The harness hardware came from leftover pieces and parts of Grandpa Bucher’s old harness.
Stockmen know that when a well goes down they will most likely have to replace leathers or checks or a rod. All Checked Out Cabinet brings some of these seldom seen parts of the windmill system into the light of day.
Well checks and sucker rod ends make the cabinet feet; and brass spools out of other checks serve as door pulls and finials. The special striped tin came off the roof of the Akers Barn. It was hot as hell the two days we worked getting that tin off and the buzzard smell coming out of the barn loft hit us each time we pulled off another sheet.
Old reel batts from a John Deere 55 combine were rescued from the trash pile, the John Deere yellow paint still shining through. Blue door jambs and trim from the Hill homestead on Dugout Creek were just the thing to complement the yellow panels. Now that the roof is completely gone off of the old Hill house, the remaining trim is fading fast.
Harness rein-rings serve as door pulls.
When we cleaned up the old corral over on Amy’s ranch, we found a few of the boards that still had a lot of red on one side. And out of the weeds we pulled some tin that the cows had tromped on over the years. Combined with blue ceiling boards from a homestead kitchen, the boards and tin become frames and panels for the Heron Pond Chair.
The legs were once part of an old bridge timber that Grandpa Bucher had nailed to the back of one of our corral sheds to keep the cows from rubbing the tin loose.
There is nothing “faux” about the wood from the old house on Willow Creek. Abandoned fifty years ago, the house hides its stories with silence and layers of dust, empty coat hooks, and rusty door knobs.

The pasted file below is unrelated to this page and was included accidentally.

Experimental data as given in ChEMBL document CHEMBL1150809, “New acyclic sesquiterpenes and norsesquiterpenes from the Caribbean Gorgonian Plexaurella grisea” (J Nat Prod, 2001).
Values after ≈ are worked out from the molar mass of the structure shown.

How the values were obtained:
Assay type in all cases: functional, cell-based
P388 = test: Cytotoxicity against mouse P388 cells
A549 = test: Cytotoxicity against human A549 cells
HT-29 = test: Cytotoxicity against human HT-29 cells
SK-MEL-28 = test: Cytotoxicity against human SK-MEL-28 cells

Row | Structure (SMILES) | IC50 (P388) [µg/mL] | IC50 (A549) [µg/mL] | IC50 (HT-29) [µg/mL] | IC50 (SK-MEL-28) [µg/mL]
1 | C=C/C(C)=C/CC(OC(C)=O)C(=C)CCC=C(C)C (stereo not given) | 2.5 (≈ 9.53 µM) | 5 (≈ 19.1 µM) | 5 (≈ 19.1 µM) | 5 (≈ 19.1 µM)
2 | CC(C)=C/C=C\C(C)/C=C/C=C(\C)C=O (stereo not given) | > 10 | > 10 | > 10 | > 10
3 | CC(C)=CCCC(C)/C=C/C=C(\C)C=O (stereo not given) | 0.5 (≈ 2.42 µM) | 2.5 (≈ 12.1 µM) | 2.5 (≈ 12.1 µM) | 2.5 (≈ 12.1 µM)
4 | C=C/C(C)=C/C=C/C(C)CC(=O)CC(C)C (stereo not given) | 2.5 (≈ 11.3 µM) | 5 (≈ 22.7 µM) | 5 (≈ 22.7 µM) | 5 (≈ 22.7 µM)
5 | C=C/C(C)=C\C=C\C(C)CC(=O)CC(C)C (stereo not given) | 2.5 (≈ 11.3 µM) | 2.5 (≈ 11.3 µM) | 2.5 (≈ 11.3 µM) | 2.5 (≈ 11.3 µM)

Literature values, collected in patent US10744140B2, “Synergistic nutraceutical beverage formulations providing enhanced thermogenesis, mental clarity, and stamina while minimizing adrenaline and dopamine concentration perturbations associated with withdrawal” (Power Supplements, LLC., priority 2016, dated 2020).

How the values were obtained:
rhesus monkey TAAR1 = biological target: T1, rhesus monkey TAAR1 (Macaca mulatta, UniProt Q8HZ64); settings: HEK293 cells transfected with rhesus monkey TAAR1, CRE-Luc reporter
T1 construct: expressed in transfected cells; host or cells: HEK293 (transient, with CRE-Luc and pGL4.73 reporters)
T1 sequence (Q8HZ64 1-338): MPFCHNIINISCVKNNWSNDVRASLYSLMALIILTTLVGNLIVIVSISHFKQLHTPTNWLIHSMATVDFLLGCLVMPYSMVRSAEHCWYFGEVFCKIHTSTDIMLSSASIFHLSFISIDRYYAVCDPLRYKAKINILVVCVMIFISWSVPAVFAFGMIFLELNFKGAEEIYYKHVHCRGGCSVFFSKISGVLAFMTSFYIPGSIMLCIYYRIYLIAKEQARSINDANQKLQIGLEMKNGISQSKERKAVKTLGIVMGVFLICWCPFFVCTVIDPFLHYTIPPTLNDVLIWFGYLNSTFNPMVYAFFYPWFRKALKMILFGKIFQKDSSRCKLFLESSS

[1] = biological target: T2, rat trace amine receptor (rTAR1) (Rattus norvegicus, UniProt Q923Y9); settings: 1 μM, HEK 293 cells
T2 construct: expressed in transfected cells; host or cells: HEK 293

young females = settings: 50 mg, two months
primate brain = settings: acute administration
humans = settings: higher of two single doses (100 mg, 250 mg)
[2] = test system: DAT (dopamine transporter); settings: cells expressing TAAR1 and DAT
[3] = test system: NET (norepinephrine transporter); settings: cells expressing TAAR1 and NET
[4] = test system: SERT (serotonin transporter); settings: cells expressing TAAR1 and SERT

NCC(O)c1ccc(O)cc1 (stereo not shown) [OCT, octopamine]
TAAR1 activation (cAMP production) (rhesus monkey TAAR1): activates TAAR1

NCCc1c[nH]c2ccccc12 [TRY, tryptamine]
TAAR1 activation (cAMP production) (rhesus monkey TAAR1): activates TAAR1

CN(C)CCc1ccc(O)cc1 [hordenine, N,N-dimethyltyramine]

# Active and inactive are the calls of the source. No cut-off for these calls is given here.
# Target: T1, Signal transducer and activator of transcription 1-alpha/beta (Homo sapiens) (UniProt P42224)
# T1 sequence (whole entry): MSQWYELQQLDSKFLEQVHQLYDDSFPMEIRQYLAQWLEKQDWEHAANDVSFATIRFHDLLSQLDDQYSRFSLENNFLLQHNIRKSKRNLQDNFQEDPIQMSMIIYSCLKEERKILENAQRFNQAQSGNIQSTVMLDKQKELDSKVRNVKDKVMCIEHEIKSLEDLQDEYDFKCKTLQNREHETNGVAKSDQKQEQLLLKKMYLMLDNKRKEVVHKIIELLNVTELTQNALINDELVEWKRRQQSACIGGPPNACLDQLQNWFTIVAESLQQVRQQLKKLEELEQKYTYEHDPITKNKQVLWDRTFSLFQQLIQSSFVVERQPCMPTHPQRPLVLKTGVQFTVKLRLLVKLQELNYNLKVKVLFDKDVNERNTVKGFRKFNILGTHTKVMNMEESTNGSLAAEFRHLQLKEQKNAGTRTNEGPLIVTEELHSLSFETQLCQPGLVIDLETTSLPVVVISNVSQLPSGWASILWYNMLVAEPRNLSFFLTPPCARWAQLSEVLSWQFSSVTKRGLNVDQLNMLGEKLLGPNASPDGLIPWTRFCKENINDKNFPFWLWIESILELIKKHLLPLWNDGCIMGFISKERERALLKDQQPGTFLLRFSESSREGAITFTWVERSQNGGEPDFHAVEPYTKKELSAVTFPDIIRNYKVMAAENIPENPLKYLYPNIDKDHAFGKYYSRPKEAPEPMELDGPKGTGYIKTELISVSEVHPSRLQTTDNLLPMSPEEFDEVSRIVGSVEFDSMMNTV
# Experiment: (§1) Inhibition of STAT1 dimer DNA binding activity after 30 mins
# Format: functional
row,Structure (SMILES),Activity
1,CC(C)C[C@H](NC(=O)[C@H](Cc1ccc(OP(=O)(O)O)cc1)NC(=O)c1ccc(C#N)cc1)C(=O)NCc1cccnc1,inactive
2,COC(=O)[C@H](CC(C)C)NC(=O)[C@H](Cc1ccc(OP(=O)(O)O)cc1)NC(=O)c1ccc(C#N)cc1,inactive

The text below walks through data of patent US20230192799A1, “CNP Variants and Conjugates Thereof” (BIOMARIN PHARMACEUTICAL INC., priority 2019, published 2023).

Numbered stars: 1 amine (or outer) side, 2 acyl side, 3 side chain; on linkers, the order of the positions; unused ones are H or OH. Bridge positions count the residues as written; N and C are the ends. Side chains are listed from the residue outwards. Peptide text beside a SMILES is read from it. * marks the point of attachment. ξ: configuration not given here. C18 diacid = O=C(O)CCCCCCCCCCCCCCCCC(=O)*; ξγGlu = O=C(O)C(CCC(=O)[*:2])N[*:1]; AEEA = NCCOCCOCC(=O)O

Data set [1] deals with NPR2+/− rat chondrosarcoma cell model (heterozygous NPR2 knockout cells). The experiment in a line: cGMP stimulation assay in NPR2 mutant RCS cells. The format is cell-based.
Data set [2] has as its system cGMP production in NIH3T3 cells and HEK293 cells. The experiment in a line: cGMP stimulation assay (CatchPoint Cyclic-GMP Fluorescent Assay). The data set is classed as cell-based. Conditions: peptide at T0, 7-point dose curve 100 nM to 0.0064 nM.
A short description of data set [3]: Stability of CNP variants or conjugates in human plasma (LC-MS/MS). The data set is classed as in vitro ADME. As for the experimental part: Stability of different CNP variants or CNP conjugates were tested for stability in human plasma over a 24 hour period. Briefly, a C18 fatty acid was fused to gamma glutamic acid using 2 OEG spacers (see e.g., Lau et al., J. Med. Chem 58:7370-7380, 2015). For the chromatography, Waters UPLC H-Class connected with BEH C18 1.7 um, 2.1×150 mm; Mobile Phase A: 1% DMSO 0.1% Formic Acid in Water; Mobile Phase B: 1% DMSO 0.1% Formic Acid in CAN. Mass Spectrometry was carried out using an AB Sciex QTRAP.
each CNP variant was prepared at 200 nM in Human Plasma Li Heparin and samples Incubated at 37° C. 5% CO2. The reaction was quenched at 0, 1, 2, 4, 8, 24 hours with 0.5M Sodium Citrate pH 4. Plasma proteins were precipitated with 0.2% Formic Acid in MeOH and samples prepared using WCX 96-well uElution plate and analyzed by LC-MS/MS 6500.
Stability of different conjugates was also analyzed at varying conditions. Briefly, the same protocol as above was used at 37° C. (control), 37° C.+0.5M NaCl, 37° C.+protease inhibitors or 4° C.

The wrecking bar must break the silence, though, for the old house will soon be burned down. Every door and piece of trim saved can go on to tell the stories.
Most of the white fence around the old Parker Boarding House in Lipscomb, Texas, was beyond saving, but the header boards that spanned the gates have become the Chaps Table top.
No faux finishes here. Red corral boards, cracked paint door facing, and an old harness buckle.
Inspired by the first roundtop barns, Barn Dancer rises on steel shod legs made from portions of old bullrake tines. Years ago, Aunt Mary and Uncle Elbridge used the rake to gather up hay and feed on their place. The red barn siding came from an old granary barn on the Half Circle Ranch. The green door and drawer wood was once interior door and window trim from the Tom Conatser house just north of the Canadian River in the eastern Texas Panhandle. The Conatser place was part of the old Springer ranch, the oldest cattle ranch in the Panhandle.
A holddown lug off a worn-out grain truck became the door pull and brass spools out of windmill well checks serve as drawer pulls. The linoleum drawer liners are a 1944 Sears and Roebuck pattern. When the linoleum was peeled off the floor of the old Appel house on Willow Creek, newspapers and Saturday Evening Post magazines were discovered underneath; they had been used as padding for the linoleum and all dated from 1944.
A 55-gal. antifreeze drum that had been sitting around our place for a few years gave up some blue tin for the round top and the door panel.